How My Failure as a Teacher Began to Teach Me Lifelong Lessons.

I was a 2nd year teacher drop-out. I felt like a failure as a person and as a professional. Most of all, I felt like I had failed my high school science, biology and chemistry students.

photo-1453847668862-487637052f8aDropped out

I was a 2nd year teacher drop-out. I felt like a failure as a person and as a professional. Most of all, I felt like I had failed my high school science, biology and chemistry students.

It was November and I had been working long days trying to keep up the pace of lesson planning, grading and attempting to maintain some balance in my new professional life as a teacher.

I remember getting many warnings in my college days about the difficulties of being a teacher and especially in the first year, but I overestimated my abilities to keep pace with my own standards of perfectionism.

Burned out

Let’s be honest. I burnt out. I didn’t know what I was going to do, but I had to resign half way through the year leaving my students stranded and the high school scrambling to find a replacement. I put my resume out to nearly any job I could find but the market was nearly as grim as my own outlook.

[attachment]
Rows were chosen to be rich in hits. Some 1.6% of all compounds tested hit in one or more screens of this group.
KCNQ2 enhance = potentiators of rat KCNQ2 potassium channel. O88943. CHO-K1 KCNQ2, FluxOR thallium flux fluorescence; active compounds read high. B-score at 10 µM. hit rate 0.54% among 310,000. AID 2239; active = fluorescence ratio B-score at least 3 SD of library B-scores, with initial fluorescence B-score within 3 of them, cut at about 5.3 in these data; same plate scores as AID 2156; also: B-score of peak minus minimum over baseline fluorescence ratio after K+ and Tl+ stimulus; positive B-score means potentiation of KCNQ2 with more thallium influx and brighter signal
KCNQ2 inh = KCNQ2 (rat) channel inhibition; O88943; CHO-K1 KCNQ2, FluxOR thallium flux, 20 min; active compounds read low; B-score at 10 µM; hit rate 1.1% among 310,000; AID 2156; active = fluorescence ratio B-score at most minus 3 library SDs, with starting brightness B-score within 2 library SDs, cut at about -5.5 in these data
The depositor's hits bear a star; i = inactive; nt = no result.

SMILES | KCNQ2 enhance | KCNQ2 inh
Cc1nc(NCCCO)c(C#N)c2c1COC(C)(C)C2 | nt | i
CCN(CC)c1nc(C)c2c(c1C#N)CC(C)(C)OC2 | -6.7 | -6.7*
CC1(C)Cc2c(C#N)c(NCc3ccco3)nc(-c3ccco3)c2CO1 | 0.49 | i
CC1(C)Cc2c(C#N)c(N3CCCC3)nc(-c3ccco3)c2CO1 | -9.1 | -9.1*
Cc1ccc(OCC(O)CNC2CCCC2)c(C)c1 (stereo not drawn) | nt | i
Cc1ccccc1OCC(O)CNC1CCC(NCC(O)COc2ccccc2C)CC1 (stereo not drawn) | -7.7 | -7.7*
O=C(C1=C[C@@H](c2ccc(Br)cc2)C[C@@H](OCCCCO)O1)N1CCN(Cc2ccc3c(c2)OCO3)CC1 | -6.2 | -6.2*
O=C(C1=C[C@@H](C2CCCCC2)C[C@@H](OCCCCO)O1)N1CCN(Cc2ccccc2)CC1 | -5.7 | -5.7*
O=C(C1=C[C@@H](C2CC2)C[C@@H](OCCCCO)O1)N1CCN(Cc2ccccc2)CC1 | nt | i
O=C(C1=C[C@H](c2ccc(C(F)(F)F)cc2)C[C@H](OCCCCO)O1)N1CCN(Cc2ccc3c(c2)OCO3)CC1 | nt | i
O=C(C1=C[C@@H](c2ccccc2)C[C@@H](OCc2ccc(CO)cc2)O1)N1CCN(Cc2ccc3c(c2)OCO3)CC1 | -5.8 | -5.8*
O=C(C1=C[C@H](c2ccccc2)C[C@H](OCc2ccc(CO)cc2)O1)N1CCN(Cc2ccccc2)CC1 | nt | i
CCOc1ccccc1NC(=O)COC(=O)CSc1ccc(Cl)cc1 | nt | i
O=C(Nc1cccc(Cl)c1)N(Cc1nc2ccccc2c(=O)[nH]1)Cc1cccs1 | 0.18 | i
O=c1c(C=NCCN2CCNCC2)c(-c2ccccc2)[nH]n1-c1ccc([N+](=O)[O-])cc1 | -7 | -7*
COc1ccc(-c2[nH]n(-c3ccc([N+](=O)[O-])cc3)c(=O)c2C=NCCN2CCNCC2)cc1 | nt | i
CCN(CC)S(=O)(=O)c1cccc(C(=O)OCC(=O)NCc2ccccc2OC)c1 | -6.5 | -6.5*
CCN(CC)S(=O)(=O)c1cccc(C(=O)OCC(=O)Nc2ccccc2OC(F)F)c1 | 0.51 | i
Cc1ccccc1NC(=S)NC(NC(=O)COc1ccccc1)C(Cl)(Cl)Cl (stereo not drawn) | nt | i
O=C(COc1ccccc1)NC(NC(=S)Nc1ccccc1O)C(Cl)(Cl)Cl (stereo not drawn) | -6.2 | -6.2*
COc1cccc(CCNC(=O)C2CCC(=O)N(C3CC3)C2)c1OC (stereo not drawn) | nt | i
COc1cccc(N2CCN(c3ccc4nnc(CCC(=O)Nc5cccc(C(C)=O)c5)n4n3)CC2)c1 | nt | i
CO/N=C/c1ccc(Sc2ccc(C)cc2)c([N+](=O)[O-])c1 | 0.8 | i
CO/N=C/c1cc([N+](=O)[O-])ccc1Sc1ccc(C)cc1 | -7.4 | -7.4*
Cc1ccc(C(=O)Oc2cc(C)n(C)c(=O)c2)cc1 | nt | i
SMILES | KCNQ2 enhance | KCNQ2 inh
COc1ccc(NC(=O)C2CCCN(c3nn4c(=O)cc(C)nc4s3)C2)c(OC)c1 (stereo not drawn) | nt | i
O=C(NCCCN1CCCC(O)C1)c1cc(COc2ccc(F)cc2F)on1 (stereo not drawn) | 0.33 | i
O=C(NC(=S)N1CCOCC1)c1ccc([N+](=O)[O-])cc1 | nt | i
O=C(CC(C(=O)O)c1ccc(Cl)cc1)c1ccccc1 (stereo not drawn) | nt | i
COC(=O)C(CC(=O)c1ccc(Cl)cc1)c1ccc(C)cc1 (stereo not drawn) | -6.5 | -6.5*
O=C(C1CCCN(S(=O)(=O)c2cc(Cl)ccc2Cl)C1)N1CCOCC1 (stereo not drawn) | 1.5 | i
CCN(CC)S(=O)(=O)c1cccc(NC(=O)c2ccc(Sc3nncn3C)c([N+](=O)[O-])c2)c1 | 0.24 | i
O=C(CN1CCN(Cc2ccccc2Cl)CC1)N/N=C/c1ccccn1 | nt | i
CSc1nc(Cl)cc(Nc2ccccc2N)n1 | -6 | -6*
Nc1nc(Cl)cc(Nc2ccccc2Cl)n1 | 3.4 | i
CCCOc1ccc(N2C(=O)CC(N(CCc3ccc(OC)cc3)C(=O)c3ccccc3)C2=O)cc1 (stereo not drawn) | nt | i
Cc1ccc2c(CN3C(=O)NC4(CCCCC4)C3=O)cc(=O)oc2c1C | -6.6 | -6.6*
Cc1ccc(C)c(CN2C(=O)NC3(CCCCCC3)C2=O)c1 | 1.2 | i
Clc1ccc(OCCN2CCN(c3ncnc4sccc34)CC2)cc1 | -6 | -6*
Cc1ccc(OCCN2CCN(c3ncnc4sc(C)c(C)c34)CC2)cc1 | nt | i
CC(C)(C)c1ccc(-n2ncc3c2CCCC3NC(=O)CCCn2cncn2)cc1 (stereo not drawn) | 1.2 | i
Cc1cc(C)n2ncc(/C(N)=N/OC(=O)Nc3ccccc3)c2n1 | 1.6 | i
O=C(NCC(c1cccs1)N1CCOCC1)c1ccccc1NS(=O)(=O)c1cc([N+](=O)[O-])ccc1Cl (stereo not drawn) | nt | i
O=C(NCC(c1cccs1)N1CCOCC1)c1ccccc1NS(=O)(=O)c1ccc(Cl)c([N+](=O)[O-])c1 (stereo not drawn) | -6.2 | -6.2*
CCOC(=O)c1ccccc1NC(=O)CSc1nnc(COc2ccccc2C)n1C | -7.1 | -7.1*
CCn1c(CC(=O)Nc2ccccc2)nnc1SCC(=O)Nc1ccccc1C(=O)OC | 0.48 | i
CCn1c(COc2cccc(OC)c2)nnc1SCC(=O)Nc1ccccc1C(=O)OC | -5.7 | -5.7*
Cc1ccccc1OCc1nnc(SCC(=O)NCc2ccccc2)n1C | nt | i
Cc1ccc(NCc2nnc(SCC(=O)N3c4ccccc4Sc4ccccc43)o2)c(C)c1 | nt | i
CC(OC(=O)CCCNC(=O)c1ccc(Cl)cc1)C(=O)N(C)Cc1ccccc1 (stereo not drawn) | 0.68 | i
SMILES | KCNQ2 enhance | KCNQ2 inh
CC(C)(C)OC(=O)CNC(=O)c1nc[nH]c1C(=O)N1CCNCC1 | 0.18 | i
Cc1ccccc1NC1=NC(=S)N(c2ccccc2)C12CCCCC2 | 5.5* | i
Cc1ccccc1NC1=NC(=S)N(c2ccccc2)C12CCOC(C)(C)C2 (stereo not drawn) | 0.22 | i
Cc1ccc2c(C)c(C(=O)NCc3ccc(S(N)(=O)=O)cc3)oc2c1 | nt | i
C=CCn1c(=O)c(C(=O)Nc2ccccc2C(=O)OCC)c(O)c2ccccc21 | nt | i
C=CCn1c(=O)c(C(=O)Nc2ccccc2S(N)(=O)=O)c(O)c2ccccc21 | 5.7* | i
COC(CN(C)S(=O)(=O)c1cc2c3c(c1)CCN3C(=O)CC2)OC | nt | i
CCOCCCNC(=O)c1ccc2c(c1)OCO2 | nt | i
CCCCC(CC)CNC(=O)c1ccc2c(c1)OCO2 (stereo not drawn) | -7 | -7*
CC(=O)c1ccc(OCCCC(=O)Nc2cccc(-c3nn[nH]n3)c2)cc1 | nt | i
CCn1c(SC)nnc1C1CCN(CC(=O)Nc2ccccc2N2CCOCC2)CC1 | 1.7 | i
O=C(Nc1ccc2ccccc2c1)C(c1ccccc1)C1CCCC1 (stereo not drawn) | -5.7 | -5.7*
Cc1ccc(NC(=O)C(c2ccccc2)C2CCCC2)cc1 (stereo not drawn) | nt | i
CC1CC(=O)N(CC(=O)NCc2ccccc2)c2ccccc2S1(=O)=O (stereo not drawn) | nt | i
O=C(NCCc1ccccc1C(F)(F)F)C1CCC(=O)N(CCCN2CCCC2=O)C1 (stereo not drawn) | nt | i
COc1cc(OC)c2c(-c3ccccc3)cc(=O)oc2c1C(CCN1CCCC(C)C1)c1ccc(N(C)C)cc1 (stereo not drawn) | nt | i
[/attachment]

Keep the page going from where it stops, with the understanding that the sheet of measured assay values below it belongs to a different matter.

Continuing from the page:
You know what the worst part of it was? I loved education and I loved my students. How would anyone hire me in the field when I resigned from a full-time teaching appointment? I figured I wouldn’t be able to ever work in education again.

Substitute teaching

So I decided to start subbing.

Yes, that’s right, I was a substitute teacher right after quitting a full-time teaching job. Being a substitute teacher is hard enough in and of itself, but being one after being a teacher drop-out is excruciatingly humiliating. But I knew I needed to swallow my pride, focus on my own health first and then re-build myself as a professional from the ground up.

Things I learned

It was difficult times, but I had amazing family, friends and professionals who supported me through the dark night. I wouldn’t wish the circumstances on anyone, but I also wouldn’t trade the lessons I learned at the earliest days of my career for the world.

I was blessed with hard life-lessons on understanding my own limitations, on developing a healthy work-life balance, on understanding myself on a fundamentally human level vs. viewing my own self-worth through the lens of an externally professional reputation.

Still learning

Do I still struggle with these things?

Yes.

Have I arrived?

No.

Am I making any progress?

Every day.

Silver linings

And you know what?

I still am an educator.

Mostly, I get to work every day as a human being helping other people through the difficult and important work of teaching and learning.

*I am forever grateful for the many people in my life who have believed in me even when I haven’t believed in myself. I wouldn’t be here without you and I stand on your shoulders as I do the meaningful work of believing in others around me. 

Author: Dave

LX Designer, entrepreneur & change agent. Immersed in collaborations that improve learning & working environments. Sometimes, I go fishing.

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